Specifically the headlines in 2005 read "Lance Armstrong wins 7th straight Tour de France" not "Discovery scores 7th win". The Tour wikipedia page is full of this celebration of individual achievement. The entire statistics section is about so and so individual winning assorted milestones. Because of this emphasis on the individual winner the "Jay Walking" crowd doesn't know that there are people entered in the race who don't have as a goal personally coming in first place where they all know that the goalie isn't expected to score goals, an AL pitcher make homeruns or a lineman score touchdowns. Ask a Canadian who won the World Series last year and they'll say the Red Sox not Mike Lowell. Ask the same person who won the Tour last year and if they even know (now that it's not an American) they'll say Alberto Velasco not Discovery Channel.

ardgedee writes "What the general public knows about cycling has very little to do with what a significant achievement is in cycling."

Exactly. No one who knows anything about cycling is going to discount the achievements of supporting team members. Only the ignorant. Not something you can really blame them for though because the publicity cycling gets presents it as an individual sport unlike football. Casual observers are going to think it's an individual sport and as such scoring dead last isn't something they are going to celebrate regardless of the persons achievements for their team.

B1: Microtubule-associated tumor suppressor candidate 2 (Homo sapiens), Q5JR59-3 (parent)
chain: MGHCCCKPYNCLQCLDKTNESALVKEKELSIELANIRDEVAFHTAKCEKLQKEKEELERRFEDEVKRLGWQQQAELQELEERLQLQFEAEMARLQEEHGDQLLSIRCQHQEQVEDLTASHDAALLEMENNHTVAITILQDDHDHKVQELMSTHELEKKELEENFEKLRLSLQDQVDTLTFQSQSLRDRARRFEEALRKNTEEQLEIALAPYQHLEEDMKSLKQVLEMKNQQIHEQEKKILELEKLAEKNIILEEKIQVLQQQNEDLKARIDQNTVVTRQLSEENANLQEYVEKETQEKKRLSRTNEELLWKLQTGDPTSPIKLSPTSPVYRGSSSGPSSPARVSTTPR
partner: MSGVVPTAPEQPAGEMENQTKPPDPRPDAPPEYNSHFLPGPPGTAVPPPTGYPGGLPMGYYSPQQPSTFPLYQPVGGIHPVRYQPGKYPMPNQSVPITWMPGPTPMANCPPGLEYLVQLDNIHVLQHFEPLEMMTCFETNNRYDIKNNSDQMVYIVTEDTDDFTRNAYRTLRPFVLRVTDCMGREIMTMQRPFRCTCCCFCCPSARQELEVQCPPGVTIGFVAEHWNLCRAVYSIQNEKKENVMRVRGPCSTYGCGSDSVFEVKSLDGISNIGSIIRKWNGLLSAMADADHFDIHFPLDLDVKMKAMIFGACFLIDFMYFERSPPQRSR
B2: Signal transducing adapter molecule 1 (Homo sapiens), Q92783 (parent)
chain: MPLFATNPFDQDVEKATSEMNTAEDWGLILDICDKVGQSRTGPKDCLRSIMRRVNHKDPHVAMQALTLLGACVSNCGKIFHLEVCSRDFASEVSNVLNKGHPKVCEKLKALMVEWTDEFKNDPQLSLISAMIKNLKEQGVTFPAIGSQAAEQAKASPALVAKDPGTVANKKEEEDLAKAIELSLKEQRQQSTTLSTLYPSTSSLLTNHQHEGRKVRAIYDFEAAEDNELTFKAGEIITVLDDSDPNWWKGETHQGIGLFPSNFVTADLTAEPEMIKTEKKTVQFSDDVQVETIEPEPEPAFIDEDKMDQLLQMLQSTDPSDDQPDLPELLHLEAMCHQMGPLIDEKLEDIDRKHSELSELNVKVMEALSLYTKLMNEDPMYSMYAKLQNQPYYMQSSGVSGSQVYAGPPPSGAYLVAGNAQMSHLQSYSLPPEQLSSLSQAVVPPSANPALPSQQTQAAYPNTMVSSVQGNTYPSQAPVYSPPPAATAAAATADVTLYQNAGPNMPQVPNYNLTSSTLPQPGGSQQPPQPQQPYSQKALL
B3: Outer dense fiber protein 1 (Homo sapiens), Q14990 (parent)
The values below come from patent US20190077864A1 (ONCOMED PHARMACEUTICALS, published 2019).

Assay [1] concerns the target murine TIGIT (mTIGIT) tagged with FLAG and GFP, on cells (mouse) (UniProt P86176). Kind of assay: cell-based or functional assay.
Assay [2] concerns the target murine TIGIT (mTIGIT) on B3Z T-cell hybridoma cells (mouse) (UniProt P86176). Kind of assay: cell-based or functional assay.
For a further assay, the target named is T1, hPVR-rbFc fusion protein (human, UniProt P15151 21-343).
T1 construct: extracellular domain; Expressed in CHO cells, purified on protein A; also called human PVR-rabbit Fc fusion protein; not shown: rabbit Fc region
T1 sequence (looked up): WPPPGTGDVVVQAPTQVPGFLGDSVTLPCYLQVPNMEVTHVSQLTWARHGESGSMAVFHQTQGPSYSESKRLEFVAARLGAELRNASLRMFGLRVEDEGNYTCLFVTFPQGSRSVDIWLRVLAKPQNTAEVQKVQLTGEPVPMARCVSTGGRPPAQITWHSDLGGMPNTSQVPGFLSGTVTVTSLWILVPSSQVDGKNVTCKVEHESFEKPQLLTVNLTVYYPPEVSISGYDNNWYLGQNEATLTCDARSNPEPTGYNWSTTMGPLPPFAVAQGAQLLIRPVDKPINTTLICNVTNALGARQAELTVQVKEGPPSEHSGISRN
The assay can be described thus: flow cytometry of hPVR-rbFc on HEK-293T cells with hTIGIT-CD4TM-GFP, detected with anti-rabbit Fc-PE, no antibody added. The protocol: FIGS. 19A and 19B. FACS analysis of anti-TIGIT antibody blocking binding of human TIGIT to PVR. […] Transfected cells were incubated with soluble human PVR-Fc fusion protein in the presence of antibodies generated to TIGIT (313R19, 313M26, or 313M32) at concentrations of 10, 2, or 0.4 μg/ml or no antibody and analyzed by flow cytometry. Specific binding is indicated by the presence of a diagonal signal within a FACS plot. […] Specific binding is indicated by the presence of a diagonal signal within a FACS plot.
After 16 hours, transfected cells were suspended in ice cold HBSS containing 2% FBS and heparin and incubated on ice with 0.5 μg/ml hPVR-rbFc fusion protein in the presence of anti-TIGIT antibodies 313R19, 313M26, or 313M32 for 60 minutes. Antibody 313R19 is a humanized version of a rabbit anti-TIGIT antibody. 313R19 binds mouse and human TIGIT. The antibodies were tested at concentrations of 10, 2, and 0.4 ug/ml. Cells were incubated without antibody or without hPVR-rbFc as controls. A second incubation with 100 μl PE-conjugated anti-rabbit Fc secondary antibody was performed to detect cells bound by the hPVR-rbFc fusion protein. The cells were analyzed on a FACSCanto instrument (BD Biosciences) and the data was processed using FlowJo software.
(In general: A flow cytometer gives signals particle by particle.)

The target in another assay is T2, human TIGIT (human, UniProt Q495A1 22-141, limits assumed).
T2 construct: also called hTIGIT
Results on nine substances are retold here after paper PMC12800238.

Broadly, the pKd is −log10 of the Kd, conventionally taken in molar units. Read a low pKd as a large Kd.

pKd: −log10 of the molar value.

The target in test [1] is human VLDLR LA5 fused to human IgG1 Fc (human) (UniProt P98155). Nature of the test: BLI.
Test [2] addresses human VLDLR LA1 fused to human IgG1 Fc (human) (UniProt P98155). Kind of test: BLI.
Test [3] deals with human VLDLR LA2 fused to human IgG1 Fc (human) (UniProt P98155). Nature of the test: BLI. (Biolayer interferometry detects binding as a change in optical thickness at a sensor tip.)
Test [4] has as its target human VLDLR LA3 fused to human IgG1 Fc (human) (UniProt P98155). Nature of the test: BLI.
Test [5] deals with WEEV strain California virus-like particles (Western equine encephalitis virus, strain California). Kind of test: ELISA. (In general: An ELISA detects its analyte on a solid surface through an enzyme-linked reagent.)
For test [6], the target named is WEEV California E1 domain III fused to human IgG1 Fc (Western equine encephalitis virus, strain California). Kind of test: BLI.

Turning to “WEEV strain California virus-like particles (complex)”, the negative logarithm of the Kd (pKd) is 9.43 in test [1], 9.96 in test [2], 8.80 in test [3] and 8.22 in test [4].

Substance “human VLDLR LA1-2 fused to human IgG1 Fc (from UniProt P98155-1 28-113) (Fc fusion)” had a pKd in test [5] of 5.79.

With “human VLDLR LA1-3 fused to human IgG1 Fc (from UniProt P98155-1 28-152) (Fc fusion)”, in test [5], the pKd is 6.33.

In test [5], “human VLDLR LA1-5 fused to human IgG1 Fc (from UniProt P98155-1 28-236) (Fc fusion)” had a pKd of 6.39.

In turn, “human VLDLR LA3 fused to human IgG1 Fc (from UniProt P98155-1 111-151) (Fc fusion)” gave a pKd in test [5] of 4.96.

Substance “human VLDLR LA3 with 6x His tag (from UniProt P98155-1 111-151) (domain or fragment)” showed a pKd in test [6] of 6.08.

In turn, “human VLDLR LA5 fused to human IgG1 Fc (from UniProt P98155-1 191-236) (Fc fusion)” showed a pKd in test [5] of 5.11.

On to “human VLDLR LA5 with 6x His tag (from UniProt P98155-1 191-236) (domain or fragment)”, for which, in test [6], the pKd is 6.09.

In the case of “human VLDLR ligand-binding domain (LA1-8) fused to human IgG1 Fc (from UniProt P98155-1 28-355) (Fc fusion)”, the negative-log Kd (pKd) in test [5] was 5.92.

posted by Mitheral at 8:13 AM on July 27, 2008 [1 favorite]


I think gregario is preferable to domestique, but that's just my bias.
posted by fixedgear at 12:44 PM on July 27, 2008


Do you prefer gruppetto or autobus?
posted by needled at 4:03 PM on July 27, 2008


Two words: Greg LeMond.
posted by bwg at 4:12 PM on July 27, 2008


I like laughing group, but if forced to choose it would be grupetto. Autobus? WTF? P.S. Why is Greg so bitter? In court vs. Trek, will litigate for food?
posted by fixedgear at 5:13 PM on July 27, 2008


But of the people who know who Lance Armstrong is a sizable percentage are ignorant of the team nature of cycling. Ask them what team won the Tour de France seven times in a row and they are going to say "which what now? Lance won it".

Sure, but those people don't count for shit, because they don't ride bicycle. Hell, most of them are probably aren't involved in any sport whatsoever. Any opinion they have of the Tour is utterly, absolutely, and forevermore worthless.